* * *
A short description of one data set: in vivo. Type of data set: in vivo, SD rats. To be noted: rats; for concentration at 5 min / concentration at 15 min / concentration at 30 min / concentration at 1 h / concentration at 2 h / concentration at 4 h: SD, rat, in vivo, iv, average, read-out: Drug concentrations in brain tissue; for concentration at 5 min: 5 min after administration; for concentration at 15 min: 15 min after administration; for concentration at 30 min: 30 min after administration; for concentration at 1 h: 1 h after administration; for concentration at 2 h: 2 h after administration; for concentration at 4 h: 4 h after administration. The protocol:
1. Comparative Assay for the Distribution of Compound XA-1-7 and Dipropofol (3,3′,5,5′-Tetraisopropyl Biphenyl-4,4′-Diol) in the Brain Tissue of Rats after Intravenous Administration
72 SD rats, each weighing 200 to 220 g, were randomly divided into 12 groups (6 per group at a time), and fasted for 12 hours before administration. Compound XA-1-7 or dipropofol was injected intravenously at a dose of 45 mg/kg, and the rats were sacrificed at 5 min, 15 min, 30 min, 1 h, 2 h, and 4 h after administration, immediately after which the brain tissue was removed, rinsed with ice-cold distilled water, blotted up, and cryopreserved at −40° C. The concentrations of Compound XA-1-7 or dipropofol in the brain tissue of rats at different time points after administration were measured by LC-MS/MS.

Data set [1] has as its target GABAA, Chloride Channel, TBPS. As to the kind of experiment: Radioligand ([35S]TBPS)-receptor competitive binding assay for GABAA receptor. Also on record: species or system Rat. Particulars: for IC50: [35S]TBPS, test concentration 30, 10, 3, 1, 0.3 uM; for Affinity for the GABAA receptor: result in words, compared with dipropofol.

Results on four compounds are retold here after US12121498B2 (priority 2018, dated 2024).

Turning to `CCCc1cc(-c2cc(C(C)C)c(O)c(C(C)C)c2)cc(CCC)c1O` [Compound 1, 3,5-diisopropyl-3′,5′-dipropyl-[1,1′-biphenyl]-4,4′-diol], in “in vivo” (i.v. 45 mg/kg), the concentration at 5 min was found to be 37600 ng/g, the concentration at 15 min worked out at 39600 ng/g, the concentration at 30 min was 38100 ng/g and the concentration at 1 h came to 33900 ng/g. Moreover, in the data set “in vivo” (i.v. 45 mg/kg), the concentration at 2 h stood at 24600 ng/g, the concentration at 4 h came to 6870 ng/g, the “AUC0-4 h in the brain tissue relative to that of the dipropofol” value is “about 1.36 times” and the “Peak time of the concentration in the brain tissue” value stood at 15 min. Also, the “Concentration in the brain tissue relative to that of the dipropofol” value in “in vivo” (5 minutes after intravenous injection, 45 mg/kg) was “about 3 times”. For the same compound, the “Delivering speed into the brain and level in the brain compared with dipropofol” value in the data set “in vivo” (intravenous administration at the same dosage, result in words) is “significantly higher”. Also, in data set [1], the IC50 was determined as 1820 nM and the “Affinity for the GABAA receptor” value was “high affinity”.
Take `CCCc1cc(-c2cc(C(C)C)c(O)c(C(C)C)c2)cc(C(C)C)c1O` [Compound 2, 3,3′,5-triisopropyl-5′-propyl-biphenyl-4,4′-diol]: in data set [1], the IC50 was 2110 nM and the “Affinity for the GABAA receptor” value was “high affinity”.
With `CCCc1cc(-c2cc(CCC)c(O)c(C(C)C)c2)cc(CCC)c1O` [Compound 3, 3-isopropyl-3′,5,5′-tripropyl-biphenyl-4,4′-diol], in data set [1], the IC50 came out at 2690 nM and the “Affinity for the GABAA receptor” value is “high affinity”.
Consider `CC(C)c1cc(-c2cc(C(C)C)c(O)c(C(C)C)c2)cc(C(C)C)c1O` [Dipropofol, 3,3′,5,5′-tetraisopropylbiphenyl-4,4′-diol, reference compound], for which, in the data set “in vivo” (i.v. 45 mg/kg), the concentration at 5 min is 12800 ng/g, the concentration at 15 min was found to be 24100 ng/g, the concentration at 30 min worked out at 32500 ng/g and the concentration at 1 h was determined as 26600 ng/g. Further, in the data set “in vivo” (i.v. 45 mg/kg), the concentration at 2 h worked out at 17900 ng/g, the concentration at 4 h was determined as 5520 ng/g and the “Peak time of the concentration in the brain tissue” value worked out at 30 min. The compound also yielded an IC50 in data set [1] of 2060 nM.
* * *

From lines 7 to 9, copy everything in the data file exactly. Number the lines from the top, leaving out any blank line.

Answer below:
Take `CCCc1cc(-c2cc(C(C)C)c(O)c(C(C)C)c2)cc(C(C)C)c1O` [Compound 2, 3,3′,5-triisopropyl-5′-propyl-biphenyl-4,4′-diol]: in data set [1], the IC50 was 2110 nM and the “Affinity for the GABAA receptor” value was “high affinity”.
With `CCCc1cc(-c2cc(CCC)c(O)c(C(C)C)c2)cc(CCC)c1O` [Compound 3, 3-isopropyl-3′,5,5′-tripropyl-biphenyl-4,4′-diol], in data set [1], the IC50 came out at 2690 nM and the “Affinity for the GABAA receptor” value is “high affinity”.
Consider `CC(C)c1cc(-c2cc(C(C)C)c(O)c(C(C)C)c2)cc(C(C)C)c1O` [Dipropofol, 3,3′,5,5′-tetraisopropylbiphenyl-4,4′-diol, reference compound], for which, in the data set “in vivo” (i.v. 45 mg/kg), the concentration at 5 min is 12800 ng/g, the concentration at 15 min was found to be 24100 ng/g, the concentration at 30 min worked out at 32500 ng/g and the concentration at 1 h was determined as 26600 ng/g. Further, in the data set “in vivo” (i.v. 45 mg/kg), the concentration at 2 h worked out at 17900 ng/g, the concentration at 4 h was determined as 5520 ng/g and the “Peak time of the concentration in the brain tissue” value worked out at 30 min. The compound also yielded an IC50 in data set [1] of 2060 nM.